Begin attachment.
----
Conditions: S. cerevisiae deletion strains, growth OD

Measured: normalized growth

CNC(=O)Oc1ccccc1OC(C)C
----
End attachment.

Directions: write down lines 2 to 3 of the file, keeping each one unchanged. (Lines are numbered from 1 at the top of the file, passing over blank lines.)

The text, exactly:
Measured: normalized growth

CNC(=O)Oc1ccccc1OC(C)C